Papa’s Mark, which is set in a southern state after the end of the United States Civil War, portrays an African American community’s excitement leading up to the first election day in which they will be permitted to vote. A boy named Simms determines to teach his papa how to write his name so he will be able to sign his name properly to get his ballot. The “mark” in the title refers to the X that illiterate persons used as their signature. With daily practice, Papa’s “chicken scratch” becomes legible, and he proudly leads a group of African American men to the courthouse to cast their votes. An author’s note adds historical context regarding the rights of Black people to vote in spite of southern Whites repeated attempts to disenfranchise them. Legal milestones during the century from 1870 –when the Fifteenth Amendment to the U.S. Constitution guaranteed Black men’s right to vote– until 1965 –when the landmark Voting Rights Act passed Congress– are described.
Both books also depict intergenerational relationships, as two children accompany and/or assist their elders with voting. Gogo insists, despite Thembi’s parents’ objections, that she needs Thembi’s help at the polling place to hold her blue bag while Gogo votes. The experience makes a huge impression on Thembi, which her great-grandmother certainly intends. Gogo wants the child to witness Gogo’s first –and possibly last– time to exercise the right for which Black South Africans had struggled for so many years. Likewise, Simms, who attends school and writes signs urging Black Americans to vote, wants to help his papa be spared the shame of only being able to mark an X for his name. When Papa at first resists Simms’ offer to teach him how to write his name, Simms persists until Papa gets it right. Thus, both children are educated by their families in the significance of the vote to their hard-won freedom and equality and the importance of voting to a better future for them. Both children also feel part of the democratic process and make an important contribution to it. Thembi and Simms share personal and political commonalities, ones with which many other child readers may identify and empathisize.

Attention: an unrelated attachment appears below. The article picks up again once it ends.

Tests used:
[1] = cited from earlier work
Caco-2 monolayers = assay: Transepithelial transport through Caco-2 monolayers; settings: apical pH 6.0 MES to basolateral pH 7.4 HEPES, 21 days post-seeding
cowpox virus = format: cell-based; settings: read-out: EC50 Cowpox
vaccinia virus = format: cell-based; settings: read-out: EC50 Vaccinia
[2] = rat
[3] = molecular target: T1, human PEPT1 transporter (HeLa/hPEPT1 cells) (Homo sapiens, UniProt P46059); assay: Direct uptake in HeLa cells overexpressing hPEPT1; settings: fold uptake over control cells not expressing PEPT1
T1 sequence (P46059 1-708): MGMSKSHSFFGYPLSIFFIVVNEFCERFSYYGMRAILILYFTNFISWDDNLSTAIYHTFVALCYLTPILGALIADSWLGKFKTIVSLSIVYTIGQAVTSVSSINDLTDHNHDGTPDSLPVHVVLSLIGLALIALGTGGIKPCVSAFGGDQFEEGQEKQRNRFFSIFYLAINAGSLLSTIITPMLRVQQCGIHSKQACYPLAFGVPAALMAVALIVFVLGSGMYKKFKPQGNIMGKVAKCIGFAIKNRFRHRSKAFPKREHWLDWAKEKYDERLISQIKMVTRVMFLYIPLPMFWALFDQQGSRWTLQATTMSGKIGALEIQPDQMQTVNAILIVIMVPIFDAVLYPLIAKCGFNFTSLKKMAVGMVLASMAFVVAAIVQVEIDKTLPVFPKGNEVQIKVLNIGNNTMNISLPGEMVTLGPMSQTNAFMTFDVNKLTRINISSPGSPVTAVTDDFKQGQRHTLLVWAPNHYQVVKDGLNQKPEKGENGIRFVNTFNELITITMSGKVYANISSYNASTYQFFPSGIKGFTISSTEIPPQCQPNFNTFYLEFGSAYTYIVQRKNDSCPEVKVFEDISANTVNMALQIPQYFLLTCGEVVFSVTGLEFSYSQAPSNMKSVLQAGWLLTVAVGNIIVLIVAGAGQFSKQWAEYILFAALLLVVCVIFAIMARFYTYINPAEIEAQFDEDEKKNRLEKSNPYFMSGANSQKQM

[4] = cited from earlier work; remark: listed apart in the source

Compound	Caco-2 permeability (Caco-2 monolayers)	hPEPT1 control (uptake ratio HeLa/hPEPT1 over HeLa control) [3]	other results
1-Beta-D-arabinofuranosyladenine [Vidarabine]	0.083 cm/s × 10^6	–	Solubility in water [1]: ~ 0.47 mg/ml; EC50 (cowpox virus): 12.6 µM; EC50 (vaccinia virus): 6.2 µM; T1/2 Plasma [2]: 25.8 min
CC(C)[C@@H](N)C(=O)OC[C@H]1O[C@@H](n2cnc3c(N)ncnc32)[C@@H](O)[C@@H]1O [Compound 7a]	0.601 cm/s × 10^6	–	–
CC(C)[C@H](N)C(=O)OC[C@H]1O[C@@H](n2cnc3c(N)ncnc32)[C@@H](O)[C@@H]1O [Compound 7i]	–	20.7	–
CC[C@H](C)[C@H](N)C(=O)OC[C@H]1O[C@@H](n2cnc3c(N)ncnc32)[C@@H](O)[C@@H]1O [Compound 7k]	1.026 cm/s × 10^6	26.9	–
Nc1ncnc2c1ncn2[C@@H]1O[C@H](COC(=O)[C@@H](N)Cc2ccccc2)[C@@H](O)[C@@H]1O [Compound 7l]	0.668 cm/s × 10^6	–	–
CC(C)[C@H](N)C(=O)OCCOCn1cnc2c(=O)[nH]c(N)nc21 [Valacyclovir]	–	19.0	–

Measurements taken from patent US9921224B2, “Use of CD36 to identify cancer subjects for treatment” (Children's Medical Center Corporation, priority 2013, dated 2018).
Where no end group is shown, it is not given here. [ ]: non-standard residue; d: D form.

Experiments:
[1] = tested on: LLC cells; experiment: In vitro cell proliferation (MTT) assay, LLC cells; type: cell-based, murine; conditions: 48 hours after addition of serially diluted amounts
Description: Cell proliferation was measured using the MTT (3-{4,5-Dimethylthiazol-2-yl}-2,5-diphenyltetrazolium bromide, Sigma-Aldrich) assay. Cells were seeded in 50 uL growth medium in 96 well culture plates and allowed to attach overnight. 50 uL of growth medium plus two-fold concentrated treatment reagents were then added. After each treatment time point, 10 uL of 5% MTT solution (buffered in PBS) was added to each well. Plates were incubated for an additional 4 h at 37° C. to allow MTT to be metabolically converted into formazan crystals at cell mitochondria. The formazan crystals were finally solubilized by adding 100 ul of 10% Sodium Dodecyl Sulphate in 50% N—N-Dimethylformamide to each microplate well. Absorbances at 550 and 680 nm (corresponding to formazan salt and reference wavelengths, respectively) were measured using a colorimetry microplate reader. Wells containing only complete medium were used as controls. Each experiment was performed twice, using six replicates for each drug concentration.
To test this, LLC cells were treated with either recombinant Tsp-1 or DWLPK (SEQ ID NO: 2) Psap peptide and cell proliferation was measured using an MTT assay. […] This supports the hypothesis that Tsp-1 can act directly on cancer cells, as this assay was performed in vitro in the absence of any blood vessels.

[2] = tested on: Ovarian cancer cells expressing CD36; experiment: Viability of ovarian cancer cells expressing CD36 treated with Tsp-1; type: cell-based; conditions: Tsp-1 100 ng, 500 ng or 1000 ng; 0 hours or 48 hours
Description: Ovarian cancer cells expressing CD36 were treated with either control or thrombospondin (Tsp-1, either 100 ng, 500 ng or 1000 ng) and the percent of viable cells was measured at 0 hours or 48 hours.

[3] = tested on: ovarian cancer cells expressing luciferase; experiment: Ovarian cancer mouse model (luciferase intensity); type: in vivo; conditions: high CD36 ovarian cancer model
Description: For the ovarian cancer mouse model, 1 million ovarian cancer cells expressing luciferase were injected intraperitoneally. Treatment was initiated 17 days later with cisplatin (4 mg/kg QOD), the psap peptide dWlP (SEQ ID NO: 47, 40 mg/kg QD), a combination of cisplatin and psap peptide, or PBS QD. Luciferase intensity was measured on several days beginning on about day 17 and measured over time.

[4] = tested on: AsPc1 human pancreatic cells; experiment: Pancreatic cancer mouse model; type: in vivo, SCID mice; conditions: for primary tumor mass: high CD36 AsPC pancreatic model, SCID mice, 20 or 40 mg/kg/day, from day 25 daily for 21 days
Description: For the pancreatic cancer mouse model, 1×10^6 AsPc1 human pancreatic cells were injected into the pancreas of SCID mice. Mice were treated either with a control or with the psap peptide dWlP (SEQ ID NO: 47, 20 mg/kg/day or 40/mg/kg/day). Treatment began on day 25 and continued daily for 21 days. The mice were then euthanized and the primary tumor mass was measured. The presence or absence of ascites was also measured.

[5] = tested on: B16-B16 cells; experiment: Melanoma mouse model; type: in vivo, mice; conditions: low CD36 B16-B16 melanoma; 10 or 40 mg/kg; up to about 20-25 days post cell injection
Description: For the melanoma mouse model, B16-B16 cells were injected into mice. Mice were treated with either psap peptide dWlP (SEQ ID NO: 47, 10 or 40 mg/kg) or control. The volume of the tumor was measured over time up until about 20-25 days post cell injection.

Reading globally as reading critically
The second aspect of reading globally –that is, reading critically– involves becoming educated about the authenticity of books to the cultures they represent. This can be particularly problematic for readers who are outside those cultures. To demonstrate this type of reading globally, I present two novels with many parallels for older readers, Song of Be, by South African author Lesley Beake (1993), and Julie of the Wolves, by American writer Jean Craighead George (1972). These two books, which both feature indigenous cultures and young female protagonists coming to terms with modern realities, offer many benefits for broadening readers’ perspectives. Both books have received wide literary critical acclaim and have been translated into multiple languages in addition to English.